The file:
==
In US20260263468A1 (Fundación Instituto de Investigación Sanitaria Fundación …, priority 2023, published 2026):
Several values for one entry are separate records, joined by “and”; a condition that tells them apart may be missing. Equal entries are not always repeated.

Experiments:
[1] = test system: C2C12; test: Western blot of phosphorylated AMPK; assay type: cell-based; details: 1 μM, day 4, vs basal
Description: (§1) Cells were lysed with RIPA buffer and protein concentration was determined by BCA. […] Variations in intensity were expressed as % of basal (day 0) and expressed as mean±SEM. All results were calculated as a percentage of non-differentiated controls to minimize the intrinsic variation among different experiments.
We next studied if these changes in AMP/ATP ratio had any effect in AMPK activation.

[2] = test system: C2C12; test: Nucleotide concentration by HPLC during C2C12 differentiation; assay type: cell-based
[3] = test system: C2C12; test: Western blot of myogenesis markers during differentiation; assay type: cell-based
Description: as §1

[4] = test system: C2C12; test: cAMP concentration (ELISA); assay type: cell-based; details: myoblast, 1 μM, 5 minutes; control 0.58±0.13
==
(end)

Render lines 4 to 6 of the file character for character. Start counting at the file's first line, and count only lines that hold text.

[1] = test system: C2C12; test: Western blot of phosphorylated AMPK; assay type: cell-based; details: 1 μM, day 4, vs basal
Description: (§1) Cells were lysed with RIPA buffer and protein concentration was determined by BCA. […] Variations in intensity were expressed as % of basal (day 0) and expressed as mean±SEM. All results were calculated as a percentage of non-differentiated controls to minimize the intrinsic variation among different experiments.
We next studied if these changes in AMP/ATP ratio had any effect in AMPK activation.